Applying a Racial Equity Analysis

CHF staff is contributing short one-pagers that apply a racial equity analysis to different issues. These one-pagers are not intended to provide solutions. Rather, they apply a lens to issues to give our partners a sense of the kinds of questions that they can ask to sharpen their racial equity analysis. We hope these examples are helpful.

Applying a Racial Equity Analysis: Medical Care Past and Present

August 11, 2020
By Yanique Redwood

Our medical system has never been racially equitable or just. As the pandemic impacts communities of color disproportionately, we are forced to notice and consider the system that provides medical care for them.

Applying a Racial Equity Analysis: Black Employment in the District of Columbia

February 27, 2020
By Doni Crawford, Policy Analyst, DC Fiscal Policy Institute

As a District, we often talk about the state of our booming economy and widespread prosperity. But for whom? Doni Crawford, policy analyst at DC Fiscal Policy Institute, applies a racial equity lens to Black employment in DC.

Applying a Racial Equity Analysis: The Movement to End Homelessness

November 29, 2018
By Amanda Misiko Andere, Chief Executive Officer, Funders Together to End Homelessness

I’ve worked in human services and ending homelessness for over 14 years, both locally and nationally. Finally, the movement is starting to talk about race. And, not just reporting the number of people of color we serve when asked about racial equity or diversity.

Applying a Racial Equity Analysis: Housing Capacity in the District of Columbia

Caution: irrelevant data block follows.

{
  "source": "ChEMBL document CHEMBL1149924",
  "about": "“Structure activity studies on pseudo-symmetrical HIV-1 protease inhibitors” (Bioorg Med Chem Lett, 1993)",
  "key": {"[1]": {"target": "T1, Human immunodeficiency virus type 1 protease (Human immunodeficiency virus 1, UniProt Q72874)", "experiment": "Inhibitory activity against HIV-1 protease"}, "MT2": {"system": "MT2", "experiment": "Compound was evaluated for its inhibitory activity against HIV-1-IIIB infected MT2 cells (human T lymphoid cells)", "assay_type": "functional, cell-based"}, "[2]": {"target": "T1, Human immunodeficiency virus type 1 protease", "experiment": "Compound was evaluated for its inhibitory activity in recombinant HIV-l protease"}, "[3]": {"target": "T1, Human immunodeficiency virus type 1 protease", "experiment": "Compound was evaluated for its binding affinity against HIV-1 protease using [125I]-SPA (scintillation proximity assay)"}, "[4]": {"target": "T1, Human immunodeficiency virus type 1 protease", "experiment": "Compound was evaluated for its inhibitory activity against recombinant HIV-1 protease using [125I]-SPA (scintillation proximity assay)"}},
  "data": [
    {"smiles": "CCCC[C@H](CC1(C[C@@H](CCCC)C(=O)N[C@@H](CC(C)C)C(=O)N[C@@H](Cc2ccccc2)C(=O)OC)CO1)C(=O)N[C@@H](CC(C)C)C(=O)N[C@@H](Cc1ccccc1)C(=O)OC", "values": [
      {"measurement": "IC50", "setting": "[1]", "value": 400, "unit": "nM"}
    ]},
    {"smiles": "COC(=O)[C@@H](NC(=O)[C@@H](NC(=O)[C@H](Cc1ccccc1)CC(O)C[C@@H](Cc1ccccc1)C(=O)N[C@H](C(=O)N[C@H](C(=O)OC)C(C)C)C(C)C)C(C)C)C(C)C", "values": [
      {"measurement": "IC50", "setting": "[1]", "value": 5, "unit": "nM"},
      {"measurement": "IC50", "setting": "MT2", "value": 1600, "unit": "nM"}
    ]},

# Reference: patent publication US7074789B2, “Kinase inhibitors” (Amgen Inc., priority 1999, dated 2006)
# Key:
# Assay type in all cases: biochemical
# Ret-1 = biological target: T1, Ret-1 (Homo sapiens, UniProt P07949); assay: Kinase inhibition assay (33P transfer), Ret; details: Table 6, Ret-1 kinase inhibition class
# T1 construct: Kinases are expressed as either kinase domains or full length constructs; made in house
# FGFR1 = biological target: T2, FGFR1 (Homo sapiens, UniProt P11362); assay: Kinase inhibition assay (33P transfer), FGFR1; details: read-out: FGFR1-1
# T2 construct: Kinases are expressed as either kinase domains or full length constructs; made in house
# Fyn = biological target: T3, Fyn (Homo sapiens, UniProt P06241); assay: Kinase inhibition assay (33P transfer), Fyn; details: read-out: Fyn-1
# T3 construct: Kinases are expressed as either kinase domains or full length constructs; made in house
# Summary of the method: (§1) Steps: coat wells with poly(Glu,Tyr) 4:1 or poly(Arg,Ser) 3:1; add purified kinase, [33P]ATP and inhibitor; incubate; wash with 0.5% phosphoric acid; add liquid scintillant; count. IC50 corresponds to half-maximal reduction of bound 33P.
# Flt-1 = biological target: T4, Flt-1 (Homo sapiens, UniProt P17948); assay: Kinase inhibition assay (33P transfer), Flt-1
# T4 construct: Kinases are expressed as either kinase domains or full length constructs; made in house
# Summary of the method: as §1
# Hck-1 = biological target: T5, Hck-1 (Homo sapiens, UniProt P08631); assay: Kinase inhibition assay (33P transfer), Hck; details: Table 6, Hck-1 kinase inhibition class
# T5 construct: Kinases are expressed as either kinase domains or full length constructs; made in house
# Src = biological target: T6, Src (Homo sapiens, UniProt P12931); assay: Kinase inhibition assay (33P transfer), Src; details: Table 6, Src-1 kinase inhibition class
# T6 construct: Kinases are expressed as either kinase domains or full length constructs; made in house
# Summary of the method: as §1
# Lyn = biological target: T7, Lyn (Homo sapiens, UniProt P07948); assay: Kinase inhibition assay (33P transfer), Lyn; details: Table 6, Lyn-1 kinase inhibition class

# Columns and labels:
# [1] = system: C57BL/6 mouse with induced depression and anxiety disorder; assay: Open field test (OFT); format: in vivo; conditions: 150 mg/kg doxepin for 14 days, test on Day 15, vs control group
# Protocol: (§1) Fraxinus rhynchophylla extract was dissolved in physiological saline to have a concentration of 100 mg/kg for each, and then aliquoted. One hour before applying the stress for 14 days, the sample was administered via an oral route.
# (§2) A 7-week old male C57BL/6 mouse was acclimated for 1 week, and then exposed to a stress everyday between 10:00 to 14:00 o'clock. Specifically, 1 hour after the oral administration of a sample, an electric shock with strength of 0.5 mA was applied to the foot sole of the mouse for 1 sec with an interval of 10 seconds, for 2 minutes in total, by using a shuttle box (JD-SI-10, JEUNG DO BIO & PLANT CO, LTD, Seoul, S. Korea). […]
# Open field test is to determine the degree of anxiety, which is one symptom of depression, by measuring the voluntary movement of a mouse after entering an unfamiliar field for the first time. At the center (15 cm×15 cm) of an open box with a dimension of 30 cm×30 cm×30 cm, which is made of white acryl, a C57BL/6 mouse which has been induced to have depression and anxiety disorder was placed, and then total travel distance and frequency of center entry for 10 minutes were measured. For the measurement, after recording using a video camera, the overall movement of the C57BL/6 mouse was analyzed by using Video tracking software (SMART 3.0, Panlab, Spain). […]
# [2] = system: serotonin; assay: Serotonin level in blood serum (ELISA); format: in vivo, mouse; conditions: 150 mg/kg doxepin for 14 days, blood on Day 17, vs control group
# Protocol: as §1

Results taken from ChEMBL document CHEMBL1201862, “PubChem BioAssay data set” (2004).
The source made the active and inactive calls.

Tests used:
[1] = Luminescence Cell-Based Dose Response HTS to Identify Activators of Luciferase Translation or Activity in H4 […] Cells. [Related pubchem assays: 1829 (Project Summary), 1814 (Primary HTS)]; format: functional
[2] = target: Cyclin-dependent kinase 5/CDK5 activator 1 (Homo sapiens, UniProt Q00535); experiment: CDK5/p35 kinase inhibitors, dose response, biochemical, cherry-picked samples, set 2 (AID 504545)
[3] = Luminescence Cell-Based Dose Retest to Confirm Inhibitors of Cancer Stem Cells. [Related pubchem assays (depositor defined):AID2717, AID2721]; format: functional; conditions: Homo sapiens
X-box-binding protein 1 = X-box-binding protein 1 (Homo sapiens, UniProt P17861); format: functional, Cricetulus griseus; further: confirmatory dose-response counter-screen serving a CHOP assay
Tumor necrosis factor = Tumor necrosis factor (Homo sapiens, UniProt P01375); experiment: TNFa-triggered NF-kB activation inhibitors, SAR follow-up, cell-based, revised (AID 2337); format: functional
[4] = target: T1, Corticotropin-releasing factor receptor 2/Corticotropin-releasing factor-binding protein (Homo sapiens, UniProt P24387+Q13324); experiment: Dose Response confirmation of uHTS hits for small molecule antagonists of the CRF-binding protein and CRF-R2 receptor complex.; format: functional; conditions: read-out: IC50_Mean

April 26, 2018
By Yanique Redwood

Given the history of redlining and mortgage and employment discrimination faced by people of color, it would be important to prioritize the housing needs of these households when making recommendations for housing capacity in the District.

Applying a Racial Equity Analysis: Maternal Mortality in the District of Columbia

July 24, 2018
By Temi F. Bennett, Esq.

The District of Columbia has the highest maternal mortality rate in the country. Seventy-five percent of the maternal deaths recorded by D.C. health officials between 2014 and 2016 were of Black women. Maternal mortality is a health crisis for Black women, but rarely do we address root causes. Much of our focus is on access.

Applying a Racial Equity Analysis: The Root of the Tipped Wage

August 22, 2016
By Yanique Redwood
The federal tipped minimum wage is $2.13 per hour. According to the Economic Policy Institute, tipped workers are more than twice as likely to fall under the federal poverty line, and nearly three times as likely to rely on food stamps, as the average worker. Tipped wages are unreliable as a source of income because they may change from shift to shift or from season to season.